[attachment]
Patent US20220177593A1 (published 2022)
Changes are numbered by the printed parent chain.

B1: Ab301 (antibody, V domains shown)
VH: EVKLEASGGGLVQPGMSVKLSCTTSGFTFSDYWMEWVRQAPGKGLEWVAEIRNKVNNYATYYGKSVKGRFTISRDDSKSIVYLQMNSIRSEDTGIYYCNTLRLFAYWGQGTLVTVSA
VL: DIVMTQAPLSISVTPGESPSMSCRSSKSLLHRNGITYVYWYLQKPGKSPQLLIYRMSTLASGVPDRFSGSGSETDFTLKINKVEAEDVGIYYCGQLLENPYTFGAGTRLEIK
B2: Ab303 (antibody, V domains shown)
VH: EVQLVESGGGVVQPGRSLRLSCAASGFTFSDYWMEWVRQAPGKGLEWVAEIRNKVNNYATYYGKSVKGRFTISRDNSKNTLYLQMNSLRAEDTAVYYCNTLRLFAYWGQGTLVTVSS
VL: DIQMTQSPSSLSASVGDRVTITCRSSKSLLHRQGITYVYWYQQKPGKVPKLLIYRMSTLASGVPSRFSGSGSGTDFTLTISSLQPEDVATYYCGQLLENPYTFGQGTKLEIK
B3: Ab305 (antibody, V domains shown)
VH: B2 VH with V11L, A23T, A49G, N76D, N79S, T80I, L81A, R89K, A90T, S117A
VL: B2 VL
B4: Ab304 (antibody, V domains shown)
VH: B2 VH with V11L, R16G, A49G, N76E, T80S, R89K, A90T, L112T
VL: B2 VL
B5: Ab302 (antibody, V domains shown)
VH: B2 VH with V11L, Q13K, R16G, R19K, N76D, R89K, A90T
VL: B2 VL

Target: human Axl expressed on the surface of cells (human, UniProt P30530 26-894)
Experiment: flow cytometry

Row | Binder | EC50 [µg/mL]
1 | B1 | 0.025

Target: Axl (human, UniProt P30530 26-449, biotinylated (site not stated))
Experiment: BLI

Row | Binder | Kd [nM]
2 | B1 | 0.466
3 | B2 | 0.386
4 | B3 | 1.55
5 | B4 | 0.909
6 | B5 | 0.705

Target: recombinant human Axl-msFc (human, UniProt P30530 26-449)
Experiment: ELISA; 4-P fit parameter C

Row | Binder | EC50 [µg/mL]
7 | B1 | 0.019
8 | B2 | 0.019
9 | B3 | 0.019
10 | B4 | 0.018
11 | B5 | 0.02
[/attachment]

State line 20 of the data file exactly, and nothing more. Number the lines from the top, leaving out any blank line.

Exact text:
Row | Binder | EC50 [µg/mL]